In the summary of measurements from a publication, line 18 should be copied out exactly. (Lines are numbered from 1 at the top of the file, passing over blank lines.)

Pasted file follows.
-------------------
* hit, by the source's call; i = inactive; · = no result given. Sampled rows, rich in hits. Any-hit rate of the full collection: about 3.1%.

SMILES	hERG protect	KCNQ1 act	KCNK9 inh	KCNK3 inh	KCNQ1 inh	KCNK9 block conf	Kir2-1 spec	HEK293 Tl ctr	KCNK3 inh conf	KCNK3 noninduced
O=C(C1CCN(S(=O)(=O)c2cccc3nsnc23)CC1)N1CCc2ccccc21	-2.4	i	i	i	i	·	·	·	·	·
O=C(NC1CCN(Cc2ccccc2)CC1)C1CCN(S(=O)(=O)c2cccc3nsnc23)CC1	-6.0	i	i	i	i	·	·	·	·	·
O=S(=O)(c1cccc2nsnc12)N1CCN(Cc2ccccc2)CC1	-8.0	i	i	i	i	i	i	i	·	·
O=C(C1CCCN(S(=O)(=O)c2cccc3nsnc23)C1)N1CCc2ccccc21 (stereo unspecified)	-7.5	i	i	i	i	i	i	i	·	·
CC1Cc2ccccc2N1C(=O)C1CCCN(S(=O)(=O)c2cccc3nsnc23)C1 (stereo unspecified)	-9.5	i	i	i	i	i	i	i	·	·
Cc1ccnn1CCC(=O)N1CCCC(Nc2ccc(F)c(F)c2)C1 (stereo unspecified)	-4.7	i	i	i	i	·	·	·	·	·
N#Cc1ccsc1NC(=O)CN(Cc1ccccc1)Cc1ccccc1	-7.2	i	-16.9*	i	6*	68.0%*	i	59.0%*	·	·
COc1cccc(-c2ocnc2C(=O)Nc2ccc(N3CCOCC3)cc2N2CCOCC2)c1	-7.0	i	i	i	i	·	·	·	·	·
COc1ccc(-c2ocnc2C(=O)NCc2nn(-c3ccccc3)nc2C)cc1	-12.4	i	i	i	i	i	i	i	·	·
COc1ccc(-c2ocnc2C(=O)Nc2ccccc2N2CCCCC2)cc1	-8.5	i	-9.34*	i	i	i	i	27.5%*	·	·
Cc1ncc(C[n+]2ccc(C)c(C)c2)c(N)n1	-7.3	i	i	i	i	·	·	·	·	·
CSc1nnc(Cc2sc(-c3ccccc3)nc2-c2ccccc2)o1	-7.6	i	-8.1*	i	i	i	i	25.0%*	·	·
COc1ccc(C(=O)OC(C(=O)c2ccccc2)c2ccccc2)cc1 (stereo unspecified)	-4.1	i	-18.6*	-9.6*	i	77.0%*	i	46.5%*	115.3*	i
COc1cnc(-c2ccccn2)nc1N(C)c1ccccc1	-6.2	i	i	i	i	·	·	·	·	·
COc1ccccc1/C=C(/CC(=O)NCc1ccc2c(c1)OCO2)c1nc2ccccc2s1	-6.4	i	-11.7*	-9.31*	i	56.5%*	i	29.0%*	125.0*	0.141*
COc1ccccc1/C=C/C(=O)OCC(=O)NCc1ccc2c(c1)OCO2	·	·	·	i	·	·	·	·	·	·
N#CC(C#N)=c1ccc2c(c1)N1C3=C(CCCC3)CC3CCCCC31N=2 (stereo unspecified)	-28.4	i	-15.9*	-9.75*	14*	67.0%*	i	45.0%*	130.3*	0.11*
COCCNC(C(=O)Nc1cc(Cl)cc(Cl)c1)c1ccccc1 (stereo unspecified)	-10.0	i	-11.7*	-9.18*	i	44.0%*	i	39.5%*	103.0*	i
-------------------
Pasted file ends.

COc1ccccc1/C=C/C(=O)OCC(=O)NCc1ccc2c(c1)OCO2	·	·	·	i	·	·	·	·	·	·